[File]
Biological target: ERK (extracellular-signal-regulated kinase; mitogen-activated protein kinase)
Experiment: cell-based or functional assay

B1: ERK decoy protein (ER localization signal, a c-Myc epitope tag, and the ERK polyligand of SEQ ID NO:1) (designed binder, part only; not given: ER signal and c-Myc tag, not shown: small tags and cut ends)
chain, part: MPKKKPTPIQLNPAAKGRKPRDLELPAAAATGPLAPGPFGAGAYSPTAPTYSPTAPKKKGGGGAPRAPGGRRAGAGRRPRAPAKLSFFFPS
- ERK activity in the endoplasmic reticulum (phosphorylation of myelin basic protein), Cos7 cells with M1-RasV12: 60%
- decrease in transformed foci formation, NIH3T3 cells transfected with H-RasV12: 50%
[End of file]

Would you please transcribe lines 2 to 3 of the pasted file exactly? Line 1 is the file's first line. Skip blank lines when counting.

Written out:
Experiment: cell-based or functional assay

B1: ERK decoy protein (ER localization signal, a c-Myc epitope tag, and the ERK polyligand of SEQ ID NO:1) (designed binder, part only; not given: ER signal and c-Myc tag, not shown: small tags and cut ends)